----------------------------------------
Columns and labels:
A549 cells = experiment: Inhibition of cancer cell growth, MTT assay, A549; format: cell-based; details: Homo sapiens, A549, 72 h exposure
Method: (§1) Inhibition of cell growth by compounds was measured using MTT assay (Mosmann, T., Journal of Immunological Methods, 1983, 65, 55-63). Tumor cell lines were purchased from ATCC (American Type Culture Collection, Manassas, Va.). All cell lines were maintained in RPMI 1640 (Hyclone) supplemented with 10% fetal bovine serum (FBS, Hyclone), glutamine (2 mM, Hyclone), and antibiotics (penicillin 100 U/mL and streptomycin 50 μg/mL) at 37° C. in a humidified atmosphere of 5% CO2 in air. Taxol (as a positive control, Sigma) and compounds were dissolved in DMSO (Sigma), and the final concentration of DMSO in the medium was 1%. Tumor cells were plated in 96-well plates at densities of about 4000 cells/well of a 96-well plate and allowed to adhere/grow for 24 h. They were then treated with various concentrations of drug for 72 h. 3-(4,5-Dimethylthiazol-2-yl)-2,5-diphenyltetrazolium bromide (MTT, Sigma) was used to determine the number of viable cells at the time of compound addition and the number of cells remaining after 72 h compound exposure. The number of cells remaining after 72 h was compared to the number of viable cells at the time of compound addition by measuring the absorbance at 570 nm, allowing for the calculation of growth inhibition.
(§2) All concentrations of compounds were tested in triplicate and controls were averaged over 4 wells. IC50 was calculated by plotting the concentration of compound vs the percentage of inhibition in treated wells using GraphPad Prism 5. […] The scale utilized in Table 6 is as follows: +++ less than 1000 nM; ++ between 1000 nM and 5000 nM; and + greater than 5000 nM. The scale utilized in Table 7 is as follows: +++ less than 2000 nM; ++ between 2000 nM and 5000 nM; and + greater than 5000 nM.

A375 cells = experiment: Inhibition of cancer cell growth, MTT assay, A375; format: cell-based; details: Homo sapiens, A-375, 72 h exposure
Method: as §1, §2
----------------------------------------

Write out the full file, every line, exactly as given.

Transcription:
Columns and labels:
A549 cells = experiment: Inhibition of cancer cell growth, MTT assay, A549; format: cell-based; details: Homo sapiens, A549, 72 h exposure
Method: (§1) Inhibition of cell growth by compounds was measured using MTT assay (Mosmann, T., Journal of Immunological Methods, 1983, 65, 55-63). Tumor cell lines were purchased from ATCC (American Type Culture Collection, Manassas, Va.). All cell lines were maintained in RPMI 1640 (Hyclone) supplemented with 10% fetal bovine serum (FBS, Hyclone), glutamine (2 mM, Hyclone), and antibiotics (penicillin 100 U/mL and streptomycin 50 μg/mL) at 37° C. in a humidified atmosphere of 5% CO2 in air. Taxol (as a positive control, Sigma) and compounds were dissolved in DMSO (Sigma), and the final concentration of DMSO in the medium was 1%. Tumor cells were plated in 96-well plates at densities of about 4000 cells/well of a 96-well plate and allowed to adhere/grow for 24 h. They were then treated with various concentrations of drug for 72 h. 3-(4,5-Dimethylthiazol-2-yl)-2,5-diphenyltetrazolium bromide (MTT, Sigma) was used to determine the number of viable cells at the time of compound addition and the number of cells remaining after 72 h compound exposure. The number of cells remaining after 72 h was compared to the number of viable cells at the time of compound addition by measuring the absorbance at 570 nm, allowing for the calculation of growth inhibition.
(§2) All concentrations of compounds were tested in triplicate and controls were averaged over 4 wells. IC50 was calculated by plotting the concentration of compound vs the percentage of inhibition in treated wells using GraphPad Prism 5. […] The scale utilized in Table 6 is as follows: +++ less than 1000 nM; ++ between 1000 nM and 5000 nM; and + greater than 5000 nM. The scale utilized in Table 7 is as follows: +++ less than 2000 nM; ++ between 2000 nM and 5000 nM; and + greater than 5000 nM.

A375 cells = experiment: Inhibition of cancer cell growth, MTT assay, A375; format: cell-based; details: Homo sapiens, A-375, 72 h exposure
Method: as §1, §2